I’m no fan of charter schools, but Indiana data showing that only 40% of their students graduate from high school are arguably misleading. The data are correct, but the category includes more than what we typically think of as charter schools: i.e., schools that resemble public schools but are privately operated.
It includes 20 or so adult high schools, which are designed to help older students and dropouts make up missing credits and earn a degree. Dominated by at least 15 Goodwill Excel Centers, those schools tend to enroll students who are behind on credits. Their 2019 “cohort” or on-time graduation rate was 18.2%.
It also includes virtual charter schools, which seem to have a lousy record for graduation rates, test scores and nearly everything else. The overall graduation rate for virtual schools and blended schools, which combine online and classroom learning, was 32.6%.
Forget, for a while, whatever bad news you’ve heard about education in Indiana. Let’s take a moment to celebrate what Hoosier students have accomplished. When it comes to staying in school and graduating, they’ve been doing about everything we could ask.
According to a recent report from the Indianapolis-based Richard M. Fairbanks Foundation:
- Indiana had one of the highest high school graduation rates in the country in 2015, at 87.1 percent.
- It had the narrowest “graduation gap” between low-income and non-low-income students of any state: 4.5 percentage points.
- It ranked in the top five states for closing the gap between all students and low-income students between 2011 and 2015.
- It had higher-than-average graduation rates for every subgroup of students except for Asian and Pacific Islander students.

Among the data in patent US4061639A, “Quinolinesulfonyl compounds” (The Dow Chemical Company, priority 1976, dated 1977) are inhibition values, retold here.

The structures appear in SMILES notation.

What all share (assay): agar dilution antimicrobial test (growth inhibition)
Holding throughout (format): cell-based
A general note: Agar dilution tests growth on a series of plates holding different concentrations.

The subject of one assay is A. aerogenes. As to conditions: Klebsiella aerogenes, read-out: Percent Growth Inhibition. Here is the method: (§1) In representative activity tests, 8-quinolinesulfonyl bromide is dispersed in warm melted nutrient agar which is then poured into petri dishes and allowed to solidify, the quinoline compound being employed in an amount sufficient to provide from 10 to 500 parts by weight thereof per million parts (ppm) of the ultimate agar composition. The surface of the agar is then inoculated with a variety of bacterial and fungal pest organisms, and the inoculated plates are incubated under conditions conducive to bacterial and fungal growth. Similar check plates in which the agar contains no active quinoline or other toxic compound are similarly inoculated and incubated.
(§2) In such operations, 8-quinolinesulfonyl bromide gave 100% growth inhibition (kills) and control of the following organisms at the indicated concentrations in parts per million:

“Indiana has much to be proud of,” the report says, referring to the record rates. “In addition, districts within the state are learning, innovating, and improving their abilities to serve their students and prepare them for the next steps in life. Indiana has taken concrete action over many years, following the evidence of what works to improve student outcomes and it has beneﬁtted as a result.”
Superintendent of Public Instruction Jennifer McCormick has appealed to members of the Indiana congressional delegation for help in addressing a change in how the state is required to calculate high-school graduation rates.
In a letter this week to Indiana’s two senators and nine House members, McCormick describes problems that could result from the change and invites the delegation to help resolve a disagreement between state and federal education agencies.
Under guidance from the U.S. Department of Education, Indiana will no longer be able to include students who earn the general diploma in calculations of the official graduation rate for high schools. About 12 percent of Indiana graduates received the general diploma in recent years.
Had the requirement been in place in 2016, McCormick explains, it would have reduced Indiana’s graduation rate from 89.1 percent to 76.5 percent, a percentage that “does not reflect well upon our state and could negatively impact our economy.”
“This drastic drop in graduation rate due to a simple, federal definition change will cause confusion, reflect poorly upon all of our communities and our state, and could result in decreased emphasis placed upon those students who may not achieve at least a Core 40 Diploma,” McCormick writes. Continue reading